Skookumchuck means “Strong Water.” Skookumchuck Narrows is an unusual geological feature. It consists of a narrow opening between the open waters of the Georgia Strait and the large Sechelt Inlet. As the tide comes in and out, water pours through this opening, creating the Sechelt Rapids. The difference in water levels between one side of the rapids and the other can exceed two metres in height. The speed of the current can exceed 30 km/hr. Experienced kayakers can often be seen riding the rapids.
The area also has a rich intertidal ecology.
The rapids can be reached by a popular and easy 4 km hike along a well-developed trail, with minimal elevation change, which takes about one hour to walk. In the summer months (typically starting Victoria Day long weekend), there is a popular bakery/cafe tucked in among the trees, on the right hand side, near the start of the trail.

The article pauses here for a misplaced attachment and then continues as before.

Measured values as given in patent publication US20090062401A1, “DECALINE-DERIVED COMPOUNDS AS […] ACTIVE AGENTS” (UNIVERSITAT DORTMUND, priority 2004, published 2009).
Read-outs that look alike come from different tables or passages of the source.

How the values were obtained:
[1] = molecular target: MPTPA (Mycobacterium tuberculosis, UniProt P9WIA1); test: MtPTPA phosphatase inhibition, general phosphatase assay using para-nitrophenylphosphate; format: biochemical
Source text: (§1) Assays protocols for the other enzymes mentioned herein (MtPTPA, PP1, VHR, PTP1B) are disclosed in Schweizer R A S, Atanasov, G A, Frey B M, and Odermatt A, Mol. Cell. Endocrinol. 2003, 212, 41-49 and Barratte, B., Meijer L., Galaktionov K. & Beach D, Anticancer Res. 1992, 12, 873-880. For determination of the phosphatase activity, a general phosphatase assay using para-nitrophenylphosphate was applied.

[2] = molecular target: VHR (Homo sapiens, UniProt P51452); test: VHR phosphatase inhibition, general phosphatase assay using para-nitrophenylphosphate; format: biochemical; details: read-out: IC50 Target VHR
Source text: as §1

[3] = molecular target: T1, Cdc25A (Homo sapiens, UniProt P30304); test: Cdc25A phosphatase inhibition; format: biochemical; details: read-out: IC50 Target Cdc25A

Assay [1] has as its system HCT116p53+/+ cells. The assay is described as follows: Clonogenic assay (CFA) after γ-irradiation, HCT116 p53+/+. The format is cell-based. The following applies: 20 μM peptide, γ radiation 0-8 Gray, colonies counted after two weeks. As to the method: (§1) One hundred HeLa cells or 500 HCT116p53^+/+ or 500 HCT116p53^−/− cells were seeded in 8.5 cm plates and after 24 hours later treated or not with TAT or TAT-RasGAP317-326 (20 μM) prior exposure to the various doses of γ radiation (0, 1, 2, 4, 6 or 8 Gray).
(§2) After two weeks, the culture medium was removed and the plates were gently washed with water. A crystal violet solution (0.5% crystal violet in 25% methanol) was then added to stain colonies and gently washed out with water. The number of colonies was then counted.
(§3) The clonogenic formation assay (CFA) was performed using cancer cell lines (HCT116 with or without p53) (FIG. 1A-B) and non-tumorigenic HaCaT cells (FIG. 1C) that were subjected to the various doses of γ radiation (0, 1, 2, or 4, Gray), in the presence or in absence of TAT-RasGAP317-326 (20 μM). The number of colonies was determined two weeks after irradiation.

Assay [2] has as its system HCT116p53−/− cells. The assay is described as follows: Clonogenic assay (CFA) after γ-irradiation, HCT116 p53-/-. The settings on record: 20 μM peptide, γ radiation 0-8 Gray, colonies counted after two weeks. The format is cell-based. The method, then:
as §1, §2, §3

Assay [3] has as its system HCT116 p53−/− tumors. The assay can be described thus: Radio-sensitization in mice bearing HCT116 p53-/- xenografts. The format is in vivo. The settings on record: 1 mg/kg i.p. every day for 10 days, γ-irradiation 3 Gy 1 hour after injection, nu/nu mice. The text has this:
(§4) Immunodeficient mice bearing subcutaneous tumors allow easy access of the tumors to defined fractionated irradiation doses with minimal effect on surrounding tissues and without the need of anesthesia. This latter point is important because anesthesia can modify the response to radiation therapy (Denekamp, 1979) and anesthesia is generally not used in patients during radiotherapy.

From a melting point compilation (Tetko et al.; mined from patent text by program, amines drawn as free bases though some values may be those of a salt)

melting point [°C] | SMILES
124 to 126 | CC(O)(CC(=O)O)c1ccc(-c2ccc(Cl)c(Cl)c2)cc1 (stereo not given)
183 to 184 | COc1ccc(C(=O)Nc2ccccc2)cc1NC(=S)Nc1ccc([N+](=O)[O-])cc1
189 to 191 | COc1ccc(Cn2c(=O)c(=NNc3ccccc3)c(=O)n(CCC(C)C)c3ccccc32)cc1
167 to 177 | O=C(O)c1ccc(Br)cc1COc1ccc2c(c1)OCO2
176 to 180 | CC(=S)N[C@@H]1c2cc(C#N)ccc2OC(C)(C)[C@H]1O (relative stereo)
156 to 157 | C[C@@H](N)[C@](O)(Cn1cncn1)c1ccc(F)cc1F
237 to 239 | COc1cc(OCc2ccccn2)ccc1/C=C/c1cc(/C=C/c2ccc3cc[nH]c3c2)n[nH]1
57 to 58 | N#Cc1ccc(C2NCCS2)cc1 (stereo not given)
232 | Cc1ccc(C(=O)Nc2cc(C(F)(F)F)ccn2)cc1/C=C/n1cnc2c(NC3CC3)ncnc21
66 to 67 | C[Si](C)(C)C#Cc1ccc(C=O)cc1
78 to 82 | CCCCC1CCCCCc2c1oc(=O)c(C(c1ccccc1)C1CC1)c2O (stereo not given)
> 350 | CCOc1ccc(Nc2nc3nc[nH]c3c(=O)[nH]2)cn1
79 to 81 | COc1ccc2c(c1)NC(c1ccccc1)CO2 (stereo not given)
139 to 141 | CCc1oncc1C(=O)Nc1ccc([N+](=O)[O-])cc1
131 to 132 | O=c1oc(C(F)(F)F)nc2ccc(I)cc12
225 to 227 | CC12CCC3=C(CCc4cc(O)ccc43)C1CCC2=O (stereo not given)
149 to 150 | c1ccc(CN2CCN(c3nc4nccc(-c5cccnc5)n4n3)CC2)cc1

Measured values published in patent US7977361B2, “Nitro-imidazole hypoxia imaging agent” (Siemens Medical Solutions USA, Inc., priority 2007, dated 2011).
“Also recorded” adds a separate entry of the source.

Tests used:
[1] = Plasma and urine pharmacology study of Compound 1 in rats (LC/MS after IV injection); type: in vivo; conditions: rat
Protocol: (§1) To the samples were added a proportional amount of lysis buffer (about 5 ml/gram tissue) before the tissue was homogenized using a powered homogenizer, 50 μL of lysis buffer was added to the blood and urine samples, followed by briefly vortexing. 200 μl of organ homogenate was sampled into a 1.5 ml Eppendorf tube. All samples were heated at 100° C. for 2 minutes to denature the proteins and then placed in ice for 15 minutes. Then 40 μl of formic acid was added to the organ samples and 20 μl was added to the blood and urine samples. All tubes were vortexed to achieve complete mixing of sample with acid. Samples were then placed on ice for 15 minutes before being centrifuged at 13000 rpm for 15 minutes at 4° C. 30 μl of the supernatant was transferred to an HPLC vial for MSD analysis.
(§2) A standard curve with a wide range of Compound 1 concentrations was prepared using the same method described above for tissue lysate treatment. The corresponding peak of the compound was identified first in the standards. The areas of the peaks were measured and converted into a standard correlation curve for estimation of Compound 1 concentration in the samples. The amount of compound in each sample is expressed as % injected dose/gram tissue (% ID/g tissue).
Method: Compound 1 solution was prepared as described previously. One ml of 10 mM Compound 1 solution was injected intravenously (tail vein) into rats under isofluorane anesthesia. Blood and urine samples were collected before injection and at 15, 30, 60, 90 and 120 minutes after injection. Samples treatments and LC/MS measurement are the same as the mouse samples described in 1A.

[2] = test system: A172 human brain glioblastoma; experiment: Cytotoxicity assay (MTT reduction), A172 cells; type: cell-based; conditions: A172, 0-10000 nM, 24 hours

The trail takes you to the Narrows, where you can choose one of two viewing locations: Roland Point and North Point. If you're looking to see big waves, check out the “Flood Tide”, which can be viewed from the Roland Point viewing area. The whirlpool and tidal pool activity is found during the “Ebb Tide” and can be viewed from the North Point viewing area.
You can download and print our Skookumchuck Tides Brochure (PDF), which lists the best viewing times for each day of the year. It is a twelve-page document, with one page for each month of the year. Flood tides are denoted by a + and ebb tides by a —. Large (L) and extra-large (XL) tides have the more dramatic rapids.
There is approximately a half-hour window on either side of the “Best Viewing” times, so you don't need to be there right at the exact time.
(Photo by Irene James)